The resulting deformation fields were compared with those derived from the original images. The liver was manually segmented in one sagittal slice (in the plane of the first visible major bifurcation of the right branch of the hepatic portal vein) for each study; the mean RMS difference between the “true” deformation and that estimated by iDROPS was calculated within this liver region for all imaging time-points.

Full Reconstruction: iDROPS with GMIR

Data were also acquired from four supine volunteers in free breathing, obtaining training and imaging data separately, with gtrain = gimg = 4. A 2D gradient echo sequence was used with a full in-plane acquisition matrix of 256 × 180 voxels (resolution 1.5 × 1.4 mm) in a single 8 mm slice. The training data comprised 80 frames, each of 45 central lines acquired in 1.1 sec per frame. The imaging dataset included a further 80 frames, each including every fourth line (i.e. 20 samples of each k-space point) and also acquired in 1.1 sec. These data were acquired using a four-element abdominal array coil and handled as complex-valued throughout. Studies were repeated with and without saturation slabs on either side of the imaging slice, which remove bright inflow artifacts from blood vessels.

iDROPS was applied to derive the 80 estimated imaging deformation fields, followed by GMIR to recreate an artifact-free image composed of data from all 80 imaging frames. The same parameter formulation (instantaneous mean superior–inferior displacement) and cost function (mutual information) were used as the iDROPS error measurement experiment.

The iDROPS-estimated parameters were also used to create a retrospectively gated image for comparison with the reconstruction. Imaging frames were divided, by this parameter, into six evenly populated bins over the breathing cycle. The image, or averaged pair of images, closest to exhale were chosen to give a clear reference. The images are not in general formed from the same number of averages of each k-space location, and the mean number of samples per k-space point is provided with the examples shown.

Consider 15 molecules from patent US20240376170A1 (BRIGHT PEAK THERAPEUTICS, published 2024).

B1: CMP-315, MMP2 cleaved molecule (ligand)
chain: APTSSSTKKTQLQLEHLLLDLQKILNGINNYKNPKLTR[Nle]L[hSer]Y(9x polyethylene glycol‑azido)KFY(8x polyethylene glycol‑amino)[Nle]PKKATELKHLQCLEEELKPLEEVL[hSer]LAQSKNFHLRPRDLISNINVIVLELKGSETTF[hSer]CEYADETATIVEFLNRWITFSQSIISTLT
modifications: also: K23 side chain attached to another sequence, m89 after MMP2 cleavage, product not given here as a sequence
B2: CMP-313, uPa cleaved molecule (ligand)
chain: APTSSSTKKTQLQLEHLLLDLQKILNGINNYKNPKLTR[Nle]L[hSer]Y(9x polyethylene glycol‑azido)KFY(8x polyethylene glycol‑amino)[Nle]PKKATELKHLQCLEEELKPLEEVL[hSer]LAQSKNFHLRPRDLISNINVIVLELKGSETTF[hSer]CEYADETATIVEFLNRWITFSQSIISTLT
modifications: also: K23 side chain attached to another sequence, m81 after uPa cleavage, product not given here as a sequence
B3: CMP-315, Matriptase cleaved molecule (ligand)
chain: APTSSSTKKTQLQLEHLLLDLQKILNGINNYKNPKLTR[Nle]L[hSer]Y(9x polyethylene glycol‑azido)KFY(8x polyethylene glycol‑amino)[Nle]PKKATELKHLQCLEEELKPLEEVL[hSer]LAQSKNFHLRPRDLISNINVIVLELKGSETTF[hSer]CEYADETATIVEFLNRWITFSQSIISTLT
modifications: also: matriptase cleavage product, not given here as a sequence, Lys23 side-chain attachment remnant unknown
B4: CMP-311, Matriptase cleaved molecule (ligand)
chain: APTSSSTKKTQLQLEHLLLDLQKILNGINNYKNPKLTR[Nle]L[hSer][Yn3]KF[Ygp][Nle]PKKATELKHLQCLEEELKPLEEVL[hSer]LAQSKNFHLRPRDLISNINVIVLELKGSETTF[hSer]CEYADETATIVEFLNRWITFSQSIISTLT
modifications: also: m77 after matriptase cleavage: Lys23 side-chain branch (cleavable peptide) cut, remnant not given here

For further comparison, three full k-space acquisitions were also performed during a single exhale breath-hold, taking a total of 15 sec to acquire; the best (least artifacted) of these was chosen to provide a reference with which to compare the reconstructed image. This reference image therefore includes only a single measurement of each k-space sample, rather than 20 averages as in the iDROPS imaging acquisition; all other imaging parameters were the same.

Data Processing

The iDROPS and GMIR artifact correction methods described in the “Theory” section above were implemented in Objective Caml (27) and using the GNU Scientific Library (GSL) (23). The code was executed on a cluster of 64-bit Intel-based machines. The fluid registration implementation of Crum et al. (20) was used to register the training data, taking a few minutes per 3D training frame. Execution time for iDROPS deformation estimation was also on the order of a few minutes per imaging frame, with the majority of time spent computing Fourier transforms and deformations in evaluating Qttest). GMIR reconstruction of a full imaging dataset (combining all imaging frames) takes between a few minutes and a few tens of minutes depending on problem size. Complete processing of all frames from a typical acquisition thus requires a few CPU-hours. The R statistical computing environment (28) was used to analyze the results.